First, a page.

I did really well in math until I got to algebra. I didn’t realize just how hard math is for me until I got into my sophomore year of high school, the year of Accelerated College Algebra. It was supposed to prepare me for calculus my senior year. What it actually did was talk me out of the honor’s math track and introduce me to a gifted boy who we’ll call Josh.
I never got to know Josh very well, but he was legendary. He took so many AP classes that his weighted GPA was over 6.0 when he graduated. His grades and test scores were his key into the Ivy League, and he majored in math at one of the most prestigious universities in the country.
When I visited some of my old classmates several months after our high school graduation, I found out that Josh was really struggling with the math program. I scoffed because this was Josh. “Hard” to him couldn’t possibly mean the same thing as “hard” means to the rest of us. Josh struggled through and went on to a lucrative career while raising a beautiful family.
Now that I’m the mother of a new freshman in a highly demanding STEM major at a competitive university, I’m no longer scoffing. I will never understand just how hard the curriculum is in classes that I’m not capable of, just as I will never understand just how hard that astonishing classical piano piece is because I will never be that advanced.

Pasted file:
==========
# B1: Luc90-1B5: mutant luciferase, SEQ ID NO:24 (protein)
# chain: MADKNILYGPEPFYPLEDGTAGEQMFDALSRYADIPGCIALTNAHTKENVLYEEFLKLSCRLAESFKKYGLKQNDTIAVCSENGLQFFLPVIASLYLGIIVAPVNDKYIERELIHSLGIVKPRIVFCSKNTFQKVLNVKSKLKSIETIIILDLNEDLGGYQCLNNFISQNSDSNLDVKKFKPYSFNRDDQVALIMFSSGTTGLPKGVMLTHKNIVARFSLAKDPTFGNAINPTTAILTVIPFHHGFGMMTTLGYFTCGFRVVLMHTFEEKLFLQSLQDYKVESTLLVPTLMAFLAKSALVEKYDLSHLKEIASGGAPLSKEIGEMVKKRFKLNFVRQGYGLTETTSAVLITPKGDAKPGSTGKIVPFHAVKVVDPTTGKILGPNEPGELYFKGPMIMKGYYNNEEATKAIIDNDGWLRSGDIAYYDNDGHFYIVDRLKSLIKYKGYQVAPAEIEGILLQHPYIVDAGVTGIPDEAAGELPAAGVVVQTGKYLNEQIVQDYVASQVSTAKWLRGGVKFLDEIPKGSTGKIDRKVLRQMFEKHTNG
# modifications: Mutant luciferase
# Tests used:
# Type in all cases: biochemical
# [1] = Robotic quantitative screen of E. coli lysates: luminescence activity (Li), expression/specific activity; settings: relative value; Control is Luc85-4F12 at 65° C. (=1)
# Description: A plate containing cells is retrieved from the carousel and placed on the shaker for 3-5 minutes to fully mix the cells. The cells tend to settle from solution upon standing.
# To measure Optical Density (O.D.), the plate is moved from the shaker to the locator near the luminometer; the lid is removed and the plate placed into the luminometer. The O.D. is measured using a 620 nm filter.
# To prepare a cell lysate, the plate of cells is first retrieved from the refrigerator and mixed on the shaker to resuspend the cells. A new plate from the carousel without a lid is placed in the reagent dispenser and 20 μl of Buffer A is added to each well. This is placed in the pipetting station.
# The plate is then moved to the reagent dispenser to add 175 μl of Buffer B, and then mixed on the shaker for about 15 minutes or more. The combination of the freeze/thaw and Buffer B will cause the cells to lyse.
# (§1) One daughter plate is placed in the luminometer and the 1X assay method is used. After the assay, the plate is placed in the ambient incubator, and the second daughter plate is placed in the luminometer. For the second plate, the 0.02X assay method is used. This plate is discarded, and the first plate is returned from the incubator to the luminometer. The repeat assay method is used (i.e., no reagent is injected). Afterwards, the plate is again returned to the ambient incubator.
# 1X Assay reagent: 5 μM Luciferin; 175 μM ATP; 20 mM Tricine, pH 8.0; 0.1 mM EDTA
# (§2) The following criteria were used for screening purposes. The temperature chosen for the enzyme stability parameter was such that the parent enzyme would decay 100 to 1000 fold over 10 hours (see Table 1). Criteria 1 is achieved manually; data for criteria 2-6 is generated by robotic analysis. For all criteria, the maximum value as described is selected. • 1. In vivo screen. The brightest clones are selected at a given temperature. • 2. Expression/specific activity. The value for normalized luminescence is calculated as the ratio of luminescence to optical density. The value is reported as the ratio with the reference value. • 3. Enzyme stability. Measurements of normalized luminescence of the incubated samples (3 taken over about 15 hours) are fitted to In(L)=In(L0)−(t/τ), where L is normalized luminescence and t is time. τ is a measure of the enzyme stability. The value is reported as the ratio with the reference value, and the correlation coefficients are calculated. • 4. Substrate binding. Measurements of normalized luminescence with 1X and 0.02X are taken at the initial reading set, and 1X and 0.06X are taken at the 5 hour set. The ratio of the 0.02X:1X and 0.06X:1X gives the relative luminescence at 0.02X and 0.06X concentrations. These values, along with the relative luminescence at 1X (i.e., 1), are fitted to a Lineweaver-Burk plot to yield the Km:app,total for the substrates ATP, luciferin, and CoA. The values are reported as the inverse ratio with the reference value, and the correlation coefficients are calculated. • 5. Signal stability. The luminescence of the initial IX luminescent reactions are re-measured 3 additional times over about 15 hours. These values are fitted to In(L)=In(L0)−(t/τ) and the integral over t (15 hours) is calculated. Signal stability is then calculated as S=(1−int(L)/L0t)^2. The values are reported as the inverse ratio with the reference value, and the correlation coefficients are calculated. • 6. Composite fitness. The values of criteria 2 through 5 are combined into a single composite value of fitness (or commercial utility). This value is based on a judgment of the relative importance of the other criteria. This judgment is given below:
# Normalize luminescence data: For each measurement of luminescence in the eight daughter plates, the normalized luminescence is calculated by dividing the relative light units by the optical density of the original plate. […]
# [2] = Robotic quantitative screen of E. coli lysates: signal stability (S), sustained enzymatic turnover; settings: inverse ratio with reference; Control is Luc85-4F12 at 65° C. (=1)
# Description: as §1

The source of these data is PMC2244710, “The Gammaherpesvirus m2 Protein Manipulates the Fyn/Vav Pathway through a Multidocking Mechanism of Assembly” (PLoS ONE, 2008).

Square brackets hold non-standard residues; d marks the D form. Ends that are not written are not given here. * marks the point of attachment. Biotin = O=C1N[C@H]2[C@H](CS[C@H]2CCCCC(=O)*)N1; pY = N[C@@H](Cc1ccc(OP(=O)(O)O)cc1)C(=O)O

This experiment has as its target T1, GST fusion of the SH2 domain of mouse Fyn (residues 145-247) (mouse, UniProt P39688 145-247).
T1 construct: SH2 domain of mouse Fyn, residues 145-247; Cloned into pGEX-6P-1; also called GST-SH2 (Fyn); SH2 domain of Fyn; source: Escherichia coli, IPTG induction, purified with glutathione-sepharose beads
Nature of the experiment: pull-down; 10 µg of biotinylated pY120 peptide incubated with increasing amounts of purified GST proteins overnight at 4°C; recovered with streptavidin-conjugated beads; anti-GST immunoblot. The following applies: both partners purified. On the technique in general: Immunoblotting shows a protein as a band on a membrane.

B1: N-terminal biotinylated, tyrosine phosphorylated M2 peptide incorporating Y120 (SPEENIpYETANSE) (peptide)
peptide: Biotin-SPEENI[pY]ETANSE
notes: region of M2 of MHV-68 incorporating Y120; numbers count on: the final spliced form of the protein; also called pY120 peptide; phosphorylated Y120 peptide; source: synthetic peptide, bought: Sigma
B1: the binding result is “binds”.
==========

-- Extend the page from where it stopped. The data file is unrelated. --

None of us can completely understand the enormity of Jesus Christ’s sacrifice for us because we are incapable of His endurance or actions. And yet He can understand just how hard our personal struggles are because not only has He taken those things upon Himself, but as a perfect being, He is capable enough in all things to really understand how hard our personal level of “hard” is.
We, as mortals, have no right to scoff at other people’s struggles. We have no idea what it is truly like to be in another person’s shoes. We can’t assume that because we’ve been through a certain trial, we know exactly what another person feels going through the same trial because we all experience life differently.
We do, however, have the responsibility to try. We have been given the responsibility to love, to bear each other’s burdens, to be angels to those around us. And if we try to see each other as God sees each of us, we can do our best to empathize and let others know they are not alone. That’s what we were meant to do. When we tear each other down or judge each other unrighteously, not only are we not fulfilling God’s purposes, but we are actively serving Satan’s destructive purposes. That is a scary place to find ourselves.